American Author known for his historical novels of the Old West
"Do people love truth? On the contrary, mankind has employed its subtlest ingenuity and intelligence in efforts to evade or conceal it... Do human beings love justice? The sordid travesties in our courts year after year suggest that they love justice only for themselves. Do they love peace? Can anyone seriously ask the question? Do they love freedom? Only for those who share their views. Love of peace, freedom, justice, truth - this is a myth that has been created by the folk mind, and if the artist does not look behind the myth to the reality, he will indeed wander amid the phantoms which he creates."
"He thought that possibly the Creator had given sleep to His creatures so that they would awaken with the eyes of morning and a fresh discovery of the world."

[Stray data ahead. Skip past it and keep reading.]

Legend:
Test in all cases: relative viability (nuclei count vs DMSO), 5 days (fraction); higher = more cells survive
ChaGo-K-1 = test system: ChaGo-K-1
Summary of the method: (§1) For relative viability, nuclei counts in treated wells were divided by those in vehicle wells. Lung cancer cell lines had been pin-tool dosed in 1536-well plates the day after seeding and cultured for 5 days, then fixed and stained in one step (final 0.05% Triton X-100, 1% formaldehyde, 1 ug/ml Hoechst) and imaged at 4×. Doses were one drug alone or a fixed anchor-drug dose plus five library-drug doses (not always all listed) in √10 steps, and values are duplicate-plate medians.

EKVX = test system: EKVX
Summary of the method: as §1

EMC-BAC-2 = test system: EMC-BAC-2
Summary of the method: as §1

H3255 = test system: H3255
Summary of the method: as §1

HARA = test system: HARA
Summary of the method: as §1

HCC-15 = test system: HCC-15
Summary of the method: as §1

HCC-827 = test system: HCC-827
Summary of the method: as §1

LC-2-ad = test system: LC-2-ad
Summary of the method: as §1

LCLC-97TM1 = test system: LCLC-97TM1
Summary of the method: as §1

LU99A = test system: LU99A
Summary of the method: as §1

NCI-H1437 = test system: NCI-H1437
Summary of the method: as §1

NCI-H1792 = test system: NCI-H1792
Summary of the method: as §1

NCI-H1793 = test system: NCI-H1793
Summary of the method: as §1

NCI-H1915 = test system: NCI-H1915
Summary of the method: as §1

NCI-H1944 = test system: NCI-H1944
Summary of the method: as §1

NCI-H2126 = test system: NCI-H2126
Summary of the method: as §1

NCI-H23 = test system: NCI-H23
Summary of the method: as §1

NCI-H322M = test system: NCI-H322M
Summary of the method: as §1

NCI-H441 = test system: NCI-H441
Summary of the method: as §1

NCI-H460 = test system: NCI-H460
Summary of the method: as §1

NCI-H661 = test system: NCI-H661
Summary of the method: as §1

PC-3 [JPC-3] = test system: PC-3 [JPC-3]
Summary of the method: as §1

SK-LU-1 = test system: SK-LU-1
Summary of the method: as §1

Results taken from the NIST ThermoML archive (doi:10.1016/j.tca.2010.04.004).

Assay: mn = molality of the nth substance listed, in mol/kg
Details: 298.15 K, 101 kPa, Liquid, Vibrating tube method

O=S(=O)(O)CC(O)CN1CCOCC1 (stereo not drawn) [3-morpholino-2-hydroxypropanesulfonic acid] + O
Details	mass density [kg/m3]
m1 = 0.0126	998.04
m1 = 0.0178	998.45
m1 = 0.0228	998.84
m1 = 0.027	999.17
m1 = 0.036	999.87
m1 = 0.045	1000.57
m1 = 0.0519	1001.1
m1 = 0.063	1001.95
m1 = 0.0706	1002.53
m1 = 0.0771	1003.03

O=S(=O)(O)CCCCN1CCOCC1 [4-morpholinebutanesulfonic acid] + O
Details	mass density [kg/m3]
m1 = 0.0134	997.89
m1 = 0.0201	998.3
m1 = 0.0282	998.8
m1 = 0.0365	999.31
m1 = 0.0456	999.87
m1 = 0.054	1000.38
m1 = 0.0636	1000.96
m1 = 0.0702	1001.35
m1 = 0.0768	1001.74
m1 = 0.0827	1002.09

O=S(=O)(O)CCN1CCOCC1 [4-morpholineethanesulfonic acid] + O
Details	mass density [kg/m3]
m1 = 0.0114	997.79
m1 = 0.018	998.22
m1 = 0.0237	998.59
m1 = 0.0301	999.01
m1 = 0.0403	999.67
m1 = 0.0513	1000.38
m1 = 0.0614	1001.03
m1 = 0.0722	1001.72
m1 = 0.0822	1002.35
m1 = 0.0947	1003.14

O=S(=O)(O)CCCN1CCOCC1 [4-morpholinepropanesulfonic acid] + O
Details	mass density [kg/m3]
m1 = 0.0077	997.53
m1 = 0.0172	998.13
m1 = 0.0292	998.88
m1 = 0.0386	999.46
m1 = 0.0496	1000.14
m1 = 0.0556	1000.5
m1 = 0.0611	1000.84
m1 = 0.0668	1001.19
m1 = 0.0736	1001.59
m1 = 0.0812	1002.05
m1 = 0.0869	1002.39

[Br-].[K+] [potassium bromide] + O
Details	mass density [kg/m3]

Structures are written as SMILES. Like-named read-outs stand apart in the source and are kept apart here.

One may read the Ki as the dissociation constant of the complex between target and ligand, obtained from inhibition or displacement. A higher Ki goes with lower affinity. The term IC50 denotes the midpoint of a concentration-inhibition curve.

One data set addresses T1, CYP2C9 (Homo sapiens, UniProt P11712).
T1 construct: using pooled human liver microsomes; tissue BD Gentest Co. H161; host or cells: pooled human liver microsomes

"Reading nature, for Sam, was like reading the Bible; in both, the will of the Creator was plain. Or so anyway it had seemed to him… One day he had looked down from the ledge on three baby redtails in a nest with a dead squirrel: one baby hawk, no larger than his brothers but more aggressive, was so determined to have all the squirrel that when the other two strove for a part of it he struck them fiercely with talons and beak, and then seizing one by the tail, upended him and pushed him over the rim of the nest and down... And another time he had observed the amazing mating dance of the sage cock. The birds had returned to their nesting grounds, to which they came year after year; and while the plainly dressed hens looked for insects and seemed not to care at all for wooing, the handsome males showed themselves off in dance steps. A cock would take six or eight quick steps and half turn, his wings drooping, his spiked tail spread to its fullest width, his proud head high and back, his chest puffed full of arrogance… As he danced, feathers parted and small bare areas of his body became visible, looking like grey leather; and his air sacks, for all the world like two eggs nesting in white down, alternately filled and collapsed. As the air sacs collapsed he uttered a kind of gobbling or plopping sound and raised his wings, holding them high an instant and letting them fall. This part of his act he usually repeated three times, and then danced again. His gutterals were in a series of three and at the end of the third the cock voiced a high flutelike sound that carried to the farthest hen in the area. When thirty or forty cocks were dancing and strutting, the mountain men thought it one of the doggonedest spectacles they had ever seen. But whether it was the loon treading with both feet and wingtips at high-speed across the waters and uttering his insane yell, or the hummingbird poised on wings that move too fast for the human eye while with her long bill she thrust deep into the throat of her baby and pumped food into its stomach, or the meadowlark or purple finch or bluebird or woodthrush pouring upon the golden air their liquid notes, or the water ouzel diving twenty feet to stroll along the bottom of the pool, or the snipe’s tailfeathers making fantastic music at dusk, or the harsh symphony from the music boxes of a hundred frogs and toads, it was all for Sam a part of the divine plan, and he loved it all. What made him most unhappy were the hours he had to give to sleep, in a life that was short at best. He thought that possibly the Creator had given sleep to his creatures so that they would awaken with the eyes of morning and a fresh discovery of the world. "